On the second night, the playacting continues with Antiochus Epiphanies’ persecution of the Jews and the following rebellion by Judah Maccabee as well as the expulsion of the Greeks and the idol of Zeus from the temple. This led to the rededication of the altar in which the lamp continuously burns for 8 days, despite only having one day’s worth of oil.

On the third night, the disciples entertained themselves by arm-wrestling and worshipped the Lord by singing songs based on the Psalms. They collaborate on what should be the next gift Thomas receives for the next day on Hanukkah; the disciples settle on a new pair of sandals. Judas is not happy with the idea but acquiesces saying they will have to barter for it; this confuses Matthew because by his calculations they should have enough to buy him sandals.

At the market, Simon uses this time to check in with Thomas. They have bonded over their shared experiences of grief and have formed a new sense of camaraderie with one another. Thomas admits he still questions why Jesus allowed things to happen how they did and Peter says it’s okay to question. Peter says this: “Jesus doesn’t mind the questions, it’s when you don’t like the answers [and your reaction] that usually becomes a problem” (this is a paraphrase of one of my favorite quotes.)

On the fourth night, Thomas receives the shoes and the group sings a wonderful rendition of Psalm 115. Jesus informs them he has received a letter saying Lazarus is sick,  but not to worry the sickness will not lead to death.

The disciples are hard at work the very next day doing menial tasks to help finance their ministry. Disgusted at this idea, Judas provides an alternative. Why not pass a collection plate in every town they pass through to find the ministry instead? Concerned that Judas is confusing his own ambition with the advancement of the kingdom as James and John once did, John decides to reason with him. Judas pushes back saying he’s only concerned about Jesus’ ministry and nothing more. John encourages him to talk to Jesus about it then.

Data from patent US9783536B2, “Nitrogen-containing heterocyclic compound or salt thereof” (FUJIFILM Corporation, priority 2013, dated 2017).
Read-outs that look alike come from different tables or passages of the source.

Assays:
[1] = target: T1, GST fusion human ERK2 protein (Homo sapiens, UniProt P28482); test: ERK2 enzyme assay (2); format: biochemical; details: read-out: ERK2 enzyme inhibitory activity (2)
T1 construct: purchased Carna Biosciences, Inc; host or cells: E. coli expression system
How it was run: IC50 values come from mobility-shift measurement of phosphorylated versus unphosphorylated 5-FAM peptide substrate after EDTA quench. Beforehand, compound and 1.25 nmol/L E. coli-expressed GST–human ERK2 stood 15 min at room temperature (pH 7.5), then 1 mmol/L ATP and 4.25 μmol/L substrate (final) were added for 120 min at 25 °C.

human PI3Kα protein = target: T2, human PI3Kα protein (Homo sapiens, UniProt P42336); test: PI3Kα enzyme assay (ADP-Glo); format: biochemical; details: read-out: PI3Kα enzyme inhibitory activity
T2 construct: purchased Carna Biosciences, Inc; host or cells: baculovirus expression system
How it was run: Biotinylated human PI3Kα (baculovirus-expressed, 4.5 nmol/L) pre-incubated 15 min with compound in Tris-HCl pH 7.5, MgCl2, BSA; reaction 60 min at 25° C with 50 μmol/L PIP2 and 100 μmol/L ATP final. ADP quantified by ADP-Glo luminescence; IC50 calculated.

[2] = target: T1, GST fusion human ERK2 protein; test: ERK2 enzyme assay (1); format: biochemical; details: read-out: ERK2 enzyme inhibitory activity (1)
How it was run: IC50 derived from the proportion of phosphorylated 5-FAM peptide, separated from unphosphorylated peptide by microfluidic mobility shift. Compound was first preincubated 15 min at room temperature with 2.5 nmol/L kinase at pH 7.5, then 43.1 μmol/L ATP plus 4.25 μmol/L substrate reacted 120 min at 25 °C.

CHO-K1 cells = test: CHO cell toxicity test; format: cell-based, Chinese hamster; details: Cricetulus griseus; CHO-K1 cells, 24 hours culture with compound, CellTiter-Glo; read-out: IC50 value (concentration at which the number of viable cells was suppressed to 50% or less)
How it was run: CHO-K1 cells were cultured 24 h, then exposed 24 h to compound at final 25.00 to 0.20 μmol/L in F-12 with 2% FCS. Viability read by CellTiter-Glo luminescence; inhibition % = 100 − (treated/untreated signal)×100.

Finding Jesus in a field watching some sheep, Judas broaches the subject of his outreach and ministry. While insisting he is proud of the ministry and what it has accomplished so far, Judas wants his kingdom to come even quicker; wishing he could take care of any obstacle in its path. With that, he introduces the donation idea. Jesus listens intently as Judas finishes speaking.

While he admits the idea is an interesting one, he explains he has other plans for his ministry. Jesus encourages Judas to watch more closely to Jesus’ words and actions in the coming days. If he does he will learn much.

I have glossed over many of the main ideas in the first 6 episodes of The Chosen Season 4. Although I have to admit I had a little help from the Bible Artist. This website broke down each episode into its key points and allowed me to remember some ideas I may have missed. For those looking for a more comprehensive breakdown, I would encourage you to subscribe to his newsletter for the coming seasons.

I also appreciated how in the middle of the major plot points, Dallas Jenkins managed to put some minor subplots as well- like the reality that Christians don’t always get along. This is evident by Simon Peter’s inability to forgive Matthew for his role in the taxation of his own people. While Matthew did apologize, he didn’t fully comprehend the impact his role had on Simon Peter’s family life. In talking with one of his fellow brothers, he finally recognizes the impact of his decisions and the role he played. Overwhelmed with guilt, he says something like “I’m not worthy.” To which he replies something to the effect of: Jesus makes us what we aren’t”

My most favorite quote of the 6 episodes is this one (which I will leave you with):

“I only have one job- to Follow him. The rest takes care of itself.”